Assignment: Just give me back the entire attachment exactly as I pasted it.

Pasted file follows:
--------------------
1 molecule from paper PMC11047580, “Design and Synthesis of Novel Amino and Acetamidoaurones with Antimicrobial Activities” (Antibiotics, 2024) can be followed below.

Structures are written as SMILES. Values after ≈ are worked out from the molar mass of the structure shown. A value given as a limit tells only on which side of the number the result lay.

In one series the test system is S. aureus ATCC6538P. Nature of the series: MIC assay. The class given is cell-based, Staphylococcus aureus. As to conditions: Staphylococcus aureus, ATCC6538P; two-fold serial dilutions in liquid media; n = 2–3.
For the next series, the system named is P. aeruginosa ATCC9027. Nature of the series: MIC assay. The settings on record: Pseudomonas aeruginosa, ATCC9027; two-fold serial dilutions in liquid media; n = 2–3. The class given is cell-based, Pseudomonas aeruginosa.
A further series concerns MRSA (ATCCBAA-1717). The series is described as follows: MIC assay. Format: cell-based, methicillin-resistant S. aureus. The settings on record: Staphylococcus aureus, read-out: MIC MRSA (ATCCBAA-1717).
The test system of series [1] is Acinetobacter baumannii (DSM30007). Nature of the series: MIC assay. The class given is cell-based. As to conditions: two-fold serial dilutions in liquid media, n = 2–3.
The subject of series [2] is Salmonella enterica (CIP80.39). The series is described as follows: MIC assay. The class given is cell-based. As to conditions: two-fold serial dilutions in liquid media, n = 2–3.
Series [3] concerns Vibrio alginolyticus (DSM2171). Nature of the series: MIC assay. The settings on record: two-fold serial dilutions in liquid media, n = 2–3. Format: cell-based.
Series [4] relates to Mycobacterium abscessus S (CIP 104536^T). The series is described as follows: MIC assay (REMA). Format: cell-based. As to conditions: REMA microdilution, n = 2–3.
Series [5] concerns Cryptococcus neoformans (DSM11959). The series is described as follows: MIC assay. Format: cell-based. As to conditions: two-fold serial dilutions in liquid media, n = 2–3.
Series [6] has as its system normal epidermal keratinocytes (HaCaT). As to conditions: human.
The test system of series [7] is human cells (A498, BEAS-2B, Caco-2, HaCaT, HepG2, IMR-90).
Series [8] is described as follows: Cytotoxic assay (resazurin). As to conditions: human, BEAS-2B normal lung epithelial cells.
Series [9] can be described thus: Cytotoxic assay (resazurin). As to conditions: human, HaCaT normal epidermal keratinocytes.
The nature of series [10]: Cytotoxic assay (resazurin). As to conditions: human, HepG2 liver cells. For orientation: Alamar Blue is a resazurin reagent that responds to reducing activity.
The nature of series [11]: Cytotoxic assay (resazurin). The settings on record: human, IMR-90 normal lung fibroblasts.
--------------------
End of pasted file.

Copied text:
1 molecule from paper PMC11047580, “Design and Synthesis of Novel Amino and Acetamidoaurones with Antimicrobial Activities” (Antibiotics, 2024) can be followed below.

Structures are written as SMILES. Values after ≈ are worked out from the molar mass of the structure shown. A value given as a limit tells only on which side of the number the result lay.

In one series the test system is S. aureus ATCC6538P. Nature of the series: MIC assay. The class given is cell-based, Staphylococcus aureus. As to conditions: Staphylococcus aureus, ATCC6538P; two-fold serial dilutions in liquid media; n = 2–3.
For the next series, the system named is P. aeruginosa ATCC9027. Nature of the series: MIC assay. The settings on record: Pseudomonas aeruginosa, ATCC9027; two-fold serial dilutions in liquid media; n = 2–3. The class given is cell-based, Pseudomonas aeruginosa.
A further series concerns MRSA (ATCCBAA-1717). The series is described as follows: MIC assay. Format: cell-based, methicillin-resistant S. aureus. The settings on record: Staphylococcus aureus, read-out: MIC MRSA (ATCCBAA-1717).
The test system of series [1] is Acinetobacter baumannii (DSM30007). Nature of the series: MIC assay. The class given is cell-based. As to conditions: two-fold serial dilutions in liquid media, n = 2–3.
The subject of series [2] is Salmonella enterica (CIP80.39). The series is described as follows: MIC assay. The class given is cell-based. As to conditions: two-fold serial dilutions in liquid media, n = 2–3.
Series [3] concerns Vibrio alginolyticus (DSM2171). Nature of the series: MIC assay. The settings on record: two-fold serial dilutions in liquid media, n = 2–3. Format: cell-based.
Series [4] relates to Mycobacterium abscessus S (CIP 104536^T). The series is described as follows: MIC assay (REMA). Format: cell-based. As to conditions: REMA microdilution, n = 2–3.
Series [5] concerns Cryptococcus neoformans (DSM11959). The series is described as follows: MIC assay. Format: cell-based. As to conditions: two-fold serial dilutions in liquid media, n = 2–3.
Series [6] has as its system normal epidermal keratinocytes (HaCaT). As to conditions: human.
The test system of series [7] is human cells (A498, BEAS-2B, Caco-2, HaCaT, HepG2, IMR-90).
Series [8] is described as follows: Cytotoxic assay (resazurin). As to conditions: human, BEAS-2B normal lung epithelial cells.
Series [9] can be described thus: Cytotoxic assay (resazurin). As to conditions: human, HaCaT normal epidermal keratinocytes.
The nature of series [10]: Cytotoxic assay (resazurin). As to conditions: human, HepG2 liver cells. For orientation: Alamar Blue is a resazurin reagent that responds to reducing activity.
The nature of series [11]: Cytotoxic assay (resazurin). The settings on record: human, IMR-90 normal lung fibroblasts.